Our supporters in a Newcastle area came out on the streets with our campaign!
They started promoting the awareness about our debt based money system for the people who would otherwise maybe not come across to these information. It’s a way which may well awaken some new people.
Gillian Swanson and Ralph Musgrave had a stall with attractive banners and leaflets for few hours on Elvet Bridge in Durham and few days later across from Grey’s Monument in Newcastle.
Here is their inspiring report:
Just returned from Newcastle, where we had a stall just for about 4 hours today. It went very well – largely owing, I think, to Ralph’s brilliant banners, which attract people’s attention.
Most people glance as they pass by and walk on, so we are targeting leaflets on those who stay reading for some time, quite a few of them wanting to talk for a bit.
I’ve been finding the easiest way to get the subject across is to start by explaining how notes and coins are actually sold to the banks at a profit, reducing our tax bills, so why shouldn’t digital money benefit the nation too? I don’t think that many people grasp the full implications of what we are saying, but they take the leaflets away with them, and with any luck will visit the Positive Money website and see the videos, until it clicks. It is a wonderful moment when, occasionally, you actually see light dawning in their faces. The thing is, they want to know, the ones who bother to take the leaflets. I don’t think we can hope to get mass understanding of the money-creation process, but around 20% of the population should surely be enough (especially if we can convince the younger generation), and that seems feasible.
One interesting thing, people are definitely surprised when told that cash actually makes a profit for the Exchequer, and this opens them up to new thoughts on the “necessity” of government borrowing.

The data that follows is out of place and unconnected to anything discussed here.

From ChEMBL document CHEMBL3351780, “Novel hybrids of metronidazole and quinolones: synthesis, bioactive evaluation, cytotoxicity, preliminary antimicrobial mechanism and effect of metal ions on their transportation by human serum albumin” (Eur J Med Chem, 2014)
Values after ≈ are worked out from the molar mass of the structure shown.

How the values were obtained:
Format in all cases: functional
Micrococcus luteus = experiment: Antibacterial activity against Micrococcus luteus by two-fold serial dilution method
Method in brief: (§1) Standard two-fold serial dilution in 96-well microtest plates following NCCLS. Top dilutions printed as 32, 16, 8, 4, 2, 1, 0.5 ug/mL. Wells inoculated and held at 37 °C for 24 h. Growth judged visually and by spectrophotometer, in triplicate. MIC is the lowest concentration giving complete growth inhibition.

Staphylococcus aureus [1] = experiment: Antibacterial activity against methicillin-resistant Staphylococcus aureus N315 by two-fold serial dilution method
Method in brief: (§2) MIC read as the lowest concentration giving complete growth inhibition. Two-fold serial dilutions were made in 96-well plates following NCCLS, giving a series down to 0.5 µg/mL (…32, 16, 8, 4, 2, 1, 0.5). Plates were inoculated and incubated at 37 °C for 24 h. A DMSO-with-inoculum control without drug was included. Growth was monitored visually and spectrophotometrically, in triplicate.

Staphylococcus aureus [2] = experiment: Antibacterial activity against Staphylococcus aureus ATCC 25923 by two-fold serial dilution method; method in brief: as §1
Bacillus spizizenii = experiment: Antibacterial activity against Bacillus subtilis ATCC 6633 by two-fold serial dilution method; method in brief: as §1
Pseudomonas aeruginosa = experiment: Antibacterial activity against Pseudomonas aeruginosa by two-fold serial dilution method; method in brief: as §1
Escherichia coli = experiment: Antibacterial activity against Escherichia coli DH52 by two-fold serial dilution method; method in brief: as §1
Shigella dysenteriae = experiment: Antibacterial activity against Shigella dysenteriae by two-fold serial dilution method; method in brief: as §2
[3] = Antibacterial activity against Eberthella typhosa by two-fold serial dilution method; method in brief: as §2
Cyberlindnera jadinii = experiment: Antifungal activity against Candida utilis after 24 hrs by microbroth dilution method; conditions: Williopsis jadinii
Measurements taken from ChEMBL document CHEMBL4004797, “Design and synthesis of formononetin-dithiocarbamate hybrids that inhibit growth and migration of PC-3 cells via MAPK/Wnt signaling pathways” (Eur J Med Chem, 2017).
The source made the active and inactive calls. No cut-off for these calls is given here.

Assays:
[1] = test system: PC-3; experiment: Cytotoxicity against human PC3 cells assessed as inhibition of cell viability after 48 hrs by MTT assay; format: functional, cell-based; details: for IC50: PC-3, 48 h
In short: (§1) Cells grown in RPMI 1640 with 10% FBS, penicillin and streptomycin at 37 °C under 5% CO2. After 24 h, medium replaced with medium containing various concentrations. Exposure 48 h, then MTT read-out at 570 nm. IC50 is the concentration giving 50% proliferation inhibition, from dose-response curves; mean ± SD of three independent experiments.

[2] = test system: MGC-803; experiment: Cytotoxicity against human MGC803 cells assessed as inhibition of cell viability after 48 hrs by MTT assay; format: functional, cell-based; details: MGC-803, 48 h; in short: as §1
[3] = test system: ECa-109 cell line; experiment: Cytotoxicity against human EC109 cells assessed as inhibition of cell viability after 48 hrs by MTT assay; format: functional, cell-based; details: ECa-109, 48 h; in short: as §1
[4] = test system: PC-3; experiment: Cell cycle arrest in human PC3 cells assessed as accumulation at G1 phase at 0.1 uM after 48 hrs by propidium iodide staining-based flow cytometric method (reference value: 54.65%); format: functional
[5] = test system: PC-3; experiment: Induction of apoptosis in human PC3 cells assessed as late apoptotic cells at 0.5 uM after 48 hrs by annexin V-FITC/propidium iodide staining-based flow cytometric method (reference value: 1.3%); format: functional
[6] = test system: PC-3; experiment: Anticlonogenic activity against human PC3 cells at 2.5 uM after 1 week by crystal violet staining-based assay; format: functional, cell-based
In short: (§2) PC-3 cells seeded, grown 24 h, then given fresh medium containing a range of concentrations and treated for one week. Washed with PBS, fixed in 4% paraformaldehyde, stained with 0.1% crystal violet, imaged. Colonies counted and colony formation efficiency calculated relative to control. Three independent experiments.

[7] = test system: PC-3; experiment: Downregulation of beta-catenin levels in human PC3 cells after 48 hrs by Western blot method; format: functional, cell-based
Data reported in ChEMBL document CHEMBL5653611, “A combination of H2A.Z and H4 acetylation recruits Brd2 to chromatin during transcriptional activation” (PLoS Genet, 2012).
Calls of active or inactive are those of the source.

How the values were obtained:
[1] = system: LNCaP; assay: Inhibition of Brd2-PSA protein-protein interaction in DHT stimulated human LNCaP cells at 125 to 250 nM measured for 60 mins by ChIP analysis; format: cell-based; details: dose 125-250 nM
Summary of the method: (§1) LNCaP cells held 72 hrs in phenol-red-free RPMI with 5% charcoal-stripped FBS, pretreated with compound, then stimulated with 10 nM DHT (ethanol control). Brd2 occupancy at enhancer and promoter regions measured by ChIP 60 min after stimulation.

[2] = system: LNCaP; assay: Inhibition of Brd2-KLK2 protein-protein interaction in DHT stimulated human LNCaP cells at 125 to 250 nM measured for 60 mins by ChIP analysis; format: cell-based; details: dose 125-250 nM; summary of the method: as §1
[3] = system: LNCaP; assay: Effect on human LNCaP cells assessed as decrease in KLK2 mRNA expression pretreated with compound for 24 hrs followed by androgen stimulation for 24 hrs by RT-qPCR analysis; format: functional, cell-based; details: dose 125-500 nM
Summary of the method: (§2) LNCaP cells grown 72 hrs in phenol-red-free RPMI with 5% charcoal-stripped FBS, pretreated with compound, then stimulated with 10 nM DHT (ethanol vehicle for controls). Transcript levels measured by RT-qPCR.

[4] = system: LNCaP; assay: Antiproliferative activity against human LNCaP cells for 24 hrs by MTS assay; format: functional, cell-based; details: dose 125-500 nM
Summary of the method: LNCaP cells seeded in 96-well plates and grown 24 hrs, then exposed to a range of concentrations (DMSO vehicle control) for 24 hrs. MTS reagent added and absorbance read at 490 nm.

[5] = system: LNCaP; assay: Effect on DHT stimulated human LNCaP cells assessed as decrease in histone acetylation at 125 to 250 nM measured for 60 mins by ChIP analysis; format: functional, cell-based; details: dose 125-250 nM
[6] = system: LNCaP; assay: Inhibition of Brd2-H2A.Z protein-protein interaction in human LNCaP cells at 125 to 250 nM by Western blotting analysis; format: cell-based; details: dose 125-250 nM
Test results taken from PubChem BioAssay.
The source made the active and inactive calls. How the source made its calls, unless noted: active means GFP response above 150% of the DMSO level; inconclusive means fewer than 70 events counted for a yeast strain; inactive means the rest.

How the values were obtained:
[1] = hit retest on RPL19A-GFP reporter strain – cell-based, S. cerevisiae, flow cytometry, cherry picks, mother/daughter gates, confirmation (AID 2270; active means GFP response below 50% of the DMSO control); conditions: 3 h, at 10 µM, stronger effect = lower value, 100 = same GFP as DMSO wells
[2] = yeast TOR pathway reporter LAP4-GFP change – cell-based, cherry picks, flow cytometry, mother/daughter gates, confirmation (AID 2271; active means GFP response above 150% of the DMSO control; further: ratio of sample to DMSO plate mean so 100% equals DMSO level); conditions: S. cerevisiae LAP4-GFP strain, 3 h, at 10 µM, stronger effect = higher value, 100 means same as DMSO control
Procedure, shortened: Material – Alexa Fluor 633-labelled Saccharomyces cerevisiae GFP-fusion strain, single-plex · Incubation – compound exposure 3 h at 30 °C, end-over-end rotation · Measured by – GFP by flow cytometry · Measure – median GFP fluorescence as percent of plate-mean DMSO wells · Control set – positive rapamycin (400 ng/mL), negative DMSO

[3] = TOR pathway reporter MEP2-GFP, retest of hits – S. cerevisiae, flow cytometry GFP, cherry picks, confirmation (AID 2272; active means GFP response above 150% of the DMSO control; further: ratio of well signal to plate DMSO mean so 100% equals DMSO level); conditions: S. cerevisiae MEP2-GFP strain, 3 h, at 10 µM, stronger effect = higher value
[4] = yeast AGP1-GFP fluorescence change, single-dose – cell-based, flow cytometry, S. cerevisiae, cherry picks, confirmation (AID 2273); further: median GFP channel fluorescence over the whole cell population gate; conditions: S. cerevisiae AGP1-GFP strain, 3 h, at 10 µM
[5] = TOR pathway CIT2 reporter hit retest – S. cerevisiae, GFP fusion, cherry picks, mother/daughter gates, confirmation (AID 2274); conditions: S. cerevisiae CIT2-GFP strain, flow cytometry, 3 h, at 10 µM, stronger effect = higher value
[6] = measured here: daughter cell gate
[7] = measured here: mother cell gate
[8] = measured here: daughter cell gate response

I was specially impressed with two grannies, who got the message very quickly. Both of them asked for extra leaflets to take away and pass on. Both of them were having to help out their children from what they have saved up for their old age, and were worrying about what the future holds for their grandchildren.
Despite it being not university term time, couple of people who were doing economics at the university came up to us and got involved in serious debates on the subject.
Because we don’t approach people who are clearly not interested, most reaction has been favourable – and we’re not wasting paper. I actually find committed socialists the hardest to get through to, because they think they know everything about the banks already, when in fact they’re still looking at everything through Marx-tinted spectacles. Politically-uncommitted people are more open-minded, and very anxious to understand what’s going on; and a few already grasp the situation, and are delighted to see us publicising the issue of how money is created – in fact, I’ve been quite surprised at the number of people who say how pleased they are to see us, and thank us for what we are doing.
(I wish I could help more with carrying all the stuff to and from the car – parking in Newcastle was more difficult and less convenient than in Durham. It would be nice to find a few able-bodied and mechanically-gifted supporters to join in with the carting and assembling process. I don’t know how Ralph stays so cheerful, doing all the hard work as well as talking to people!)
Anyway, we’re planning to keep this up one day every week, and should get better at it as we go along.
All the best,